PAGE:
I always enjoy writing this weekly post. There are some amazing posts and thinking going on with Ontario Educators. It’s a way to give a tip of the hat and encourage all folks to do some new reading.
James Cowper went and saw the Lego movie. Normally, that wouldn’t be an interesting blog read except for the connections that James made to his job as principal at Eastwood Public School.
He makes some interesting observations that may be obvious to some people and yet unthinkable by others. If you’re a principal or school leader in any capacity, it’s worth a read and ponder. If not, or especially if it strikes a chord with you, the link is worth sharing with others.
David Fife drove up the 401 to Cambridge to take part in edCampWR. His experiences with the day were shared in the blog post. I like the choice of sessions that he attended; I don’t imagine that my choices would be much different. Coming through loudly and clearly was that edCampWR was another success, yes, but the real focus in his post was about people and the connections that he established/re-established there.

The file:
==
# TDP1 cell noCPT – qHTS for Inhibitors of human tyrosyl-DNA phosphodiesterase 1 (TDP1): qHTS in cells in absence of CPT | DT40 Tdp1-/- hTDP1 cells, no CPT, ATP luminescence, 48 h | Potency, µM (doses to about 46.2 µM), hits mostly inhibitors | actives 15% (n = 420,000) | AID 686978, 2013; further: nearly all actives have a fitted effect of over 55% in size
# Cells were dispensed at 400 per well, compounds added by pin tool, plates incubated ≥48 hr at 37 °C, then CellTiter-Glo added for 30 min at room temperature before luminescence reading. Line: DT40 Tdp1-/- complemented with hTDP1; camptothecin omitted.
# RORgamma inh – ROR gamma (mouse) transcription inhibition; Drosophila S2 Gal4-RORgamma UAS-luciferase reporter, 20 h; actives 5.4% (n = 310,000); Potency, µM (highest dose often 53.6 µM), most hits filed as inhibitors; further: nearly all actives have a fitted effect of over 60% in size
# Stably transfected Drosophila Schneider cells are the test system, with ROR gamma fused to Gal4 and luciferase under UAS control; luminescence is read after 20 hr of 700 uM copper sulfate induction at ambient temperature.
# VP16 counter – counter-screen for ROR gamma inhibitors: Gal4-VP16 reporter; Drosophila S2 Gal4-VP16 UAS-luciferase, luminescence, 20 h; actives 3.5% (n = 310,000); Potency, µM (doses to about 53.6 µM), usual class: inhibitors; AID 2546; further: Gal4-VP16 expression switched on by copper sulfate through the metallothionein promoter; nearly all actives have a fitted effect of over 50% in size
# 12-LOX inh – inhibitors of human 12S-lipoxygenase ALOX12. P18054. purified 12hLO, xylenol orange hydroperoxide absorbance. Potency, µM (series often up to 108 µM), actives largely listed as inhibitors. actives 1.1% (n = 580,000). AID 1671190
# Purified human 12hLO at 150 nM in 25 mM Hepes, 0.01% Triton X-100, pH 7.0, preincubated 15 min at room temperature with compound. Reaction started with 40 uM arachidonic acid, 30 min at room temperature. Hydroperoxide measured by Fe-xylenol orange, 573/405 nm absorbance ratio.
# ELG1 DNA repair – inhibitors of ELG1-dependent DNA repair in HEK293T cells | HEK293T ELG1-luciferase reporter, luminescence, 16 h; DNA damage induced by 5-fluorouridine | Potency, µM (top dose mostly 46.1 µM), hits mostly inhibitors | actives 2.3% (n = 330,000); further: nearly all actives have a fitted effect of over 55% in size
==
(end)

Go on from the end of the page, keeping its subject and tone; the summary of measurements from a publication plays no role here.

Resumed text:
I suspect that the real reason that he was there was to steal ideas for edCampLondon to be held later this spring, if spring arrives.
The one thing he’s got to really steal though is Kim Gill’s mom to bake some treats for the day!
Brian Aspinall’s class went for the gusto creating their own Flappy Bird Clone applications using TouchDevelop. It was another class that got into programming in this powerful environment. It’s great to see kids programming with such enthusiasm. This post is actually a collection of Twitter messages sent out under Brian’s name. The messages could have been created by Brian or they could have been sent by the students – it actually doesn’t matter. There’s a great deal of student voice in them.
I like the way that the messages went beyond the trivial “This is cool” and showed some pretty deep observations about what the students were actually doing.
Brian wraps the article with a summary written in computer science teacher voice which shows just how deeply they delved into this activity.
Louise Robitaille and Peter Douglas maintain this web resource to support and share ideas about inquiry in the classroom. I was looking at their list of applications for the iPad and iPod and how they were using them when I was drawn to a recent blog post.
The post talks about how they organize their classrooms for inquiry. It’s a good read if you’re looking for ways to do a little rearrangement.
Thanks, everyone, for some inspiring reading. Please take a moment to visit and share these excellent posts at the links given. You can check out the complete list of Ontario Edublogs at the Livebinder located here.
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